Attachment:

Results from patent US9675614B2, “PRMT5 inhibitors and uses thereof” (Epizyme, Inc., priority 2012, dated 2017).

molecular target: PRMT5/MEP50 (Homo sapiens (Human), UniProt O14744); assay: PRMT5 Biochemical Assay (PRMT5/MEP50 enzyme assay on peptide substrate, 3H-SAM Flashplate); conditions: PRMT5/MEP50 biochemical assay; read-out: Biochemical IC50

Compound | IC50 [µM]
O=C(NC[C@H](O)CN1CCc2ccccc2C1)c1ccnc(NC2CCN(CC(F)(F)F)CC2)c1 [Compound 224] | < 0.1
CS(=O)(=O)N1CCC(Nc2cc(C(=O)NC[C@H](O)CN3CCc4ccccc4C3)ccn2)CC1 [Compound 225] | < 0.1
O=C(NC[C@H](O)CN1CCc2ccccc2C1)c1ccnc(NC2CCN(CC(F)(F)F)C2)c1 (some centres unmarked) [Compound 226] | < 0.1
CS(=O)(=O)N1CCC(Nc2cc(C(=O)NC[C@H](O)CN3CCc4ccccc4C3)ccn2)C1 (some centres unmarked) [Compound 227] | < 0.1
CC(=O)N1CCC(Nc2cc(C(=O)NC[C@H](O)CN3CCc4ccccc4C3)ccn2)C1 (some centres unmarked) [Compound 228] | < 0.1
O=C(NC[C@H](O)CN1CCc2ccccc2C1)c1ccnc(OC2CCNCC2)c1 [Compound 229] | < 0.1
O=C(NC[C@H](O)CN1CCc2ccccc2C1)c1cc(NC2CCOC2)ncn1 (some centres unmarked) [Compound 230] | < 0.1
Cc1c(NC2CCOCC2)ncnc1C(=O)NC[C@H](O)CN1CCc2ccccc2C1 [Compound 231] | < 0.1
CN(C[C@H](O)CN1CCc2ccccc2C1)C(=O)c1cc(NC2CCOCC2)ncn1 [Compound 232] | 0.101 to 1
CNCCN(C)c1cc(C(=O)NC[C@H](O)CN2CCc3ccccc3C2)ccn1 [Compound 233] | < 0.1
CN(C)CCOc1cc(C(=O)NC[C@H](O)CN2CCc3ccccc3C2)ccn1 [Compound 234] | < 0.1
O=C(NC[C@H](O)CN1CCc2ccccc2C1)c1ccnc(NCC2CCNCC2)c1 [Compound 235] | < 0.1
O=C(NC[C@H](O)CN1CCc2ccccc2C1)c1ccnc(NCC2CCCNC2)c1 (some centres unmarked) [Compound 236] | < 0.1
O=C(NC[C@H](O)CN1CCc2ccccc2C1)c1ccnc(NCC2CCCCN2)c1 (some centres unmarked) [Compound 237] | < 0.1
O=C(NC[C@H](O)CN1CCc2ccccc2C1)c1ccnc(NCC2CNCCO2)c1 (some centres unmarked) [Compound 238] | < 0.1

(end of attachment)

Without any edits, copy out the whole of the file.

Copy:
Results from patent US9675614B2, “PRMT5 inhibitors and uses thereof” (Epizyme, Inc., priority 2012, dated 2017).

molecular target: PRMT5/MEP50 (Homo sapiens (Human), UniProt O14744); assay: PRMT5 Biochemical Assay (PRMT5/MEP50 enzyme assay on peptide substrate, 3H-SAM Flashplate); conditions: PRMT5/MEP50 biochemical assay; read-out: Biochemical IC50

Compound | IC50 [µM]
O=C(NC[C@H](O)CN1CCc2ccccc2C1)c1ccnc(NC2CCN(CC(F)(F)F)CC2)c1 [Compound 224] | < 0.1
CS(=O)(=O)N1CCC(Nc2cc(C(=O)NC[C@H](O)CN3CCc4ccccc4C3)ccn2)CC1 [Compound 225] | < 0.1
O=C(NC[C@H](O)CN1CCc2ccccc2C1)c1ccnc(NC2CCN(CC(F)(F)F)C2)c1 (some centres unmarked) [Compound 226] | < 0.1
CS(=O)(=O)N1CCC(Nc2cc(C(=O)NC[C@H](O)CN3CCc4ccccc4C3)ccn2)C1 (some centres unmarked) [Compound 227] | < 0.1
CC(=O)N1CCC(Nc2cc(C(=O)NC[C@H](O)CN3CCc4ccccc4C3)ccn2)C1 (some centres unmarked) [Compound 228] | < 0.1
O=C(NC[C@H](O)CN1CCc2ccccc2C1)c1ccnc(OC2CCNCC2)c1 [Compound 229] | < 0.1
O=C(NC[C@H](O)CN1CCc2ccccc2C1)c1cc(NC2CCOC2)ncn1 (some centres unmarked) [Compound 230] | < 0.1
Cc1c(NC2CCOCC2)ncnc1C(=O)NC[C@H](O)CN1CCc2ccccc2C1 [Compound 231] | < 0.1
CN(C[C@H](O)CN1CCc2ccccc2C1)C(=O)c1cc(NC2CCOCC2)ncn1 [Compound 232] | 0.101 to 1
CNCCN(C)c1cc(C(=O)NC[C@H](O)CN2CCc3ccccc3C2)ccn1 [Compound 233] | < 0.1
CN(C)CCOc1cc(C(=O)NC[C@H](O)CN2CCc3ccccc3C2)ccn1 [Compound 234] | < 0.1
O=C(NC[C@H](O)CN1CCc2ccccc2C1)c1ccnc(NCC2CCNCC2)c1 [Compound 235] | < 0.1
O=C(NC[C@H](O)CN1CCc2ccccc2C1)c1ccnc(NCC2CCCNC2)c1 (some centres unmarked) [Compound 236] | < 0.1
O=C(NC[C@H](O)CN1CCc2ccccc2C1)c1ccnc(NCC2CCCCN2)c1 (some centres unmarked) [Compound 237] | < 0.1
O=C(NC[C@H](O)CN1CCc2ccccc2C1)c1ccnc(NCC2CNCCO2)c1 (some centres unmarked) [Compound 238] | < 0.1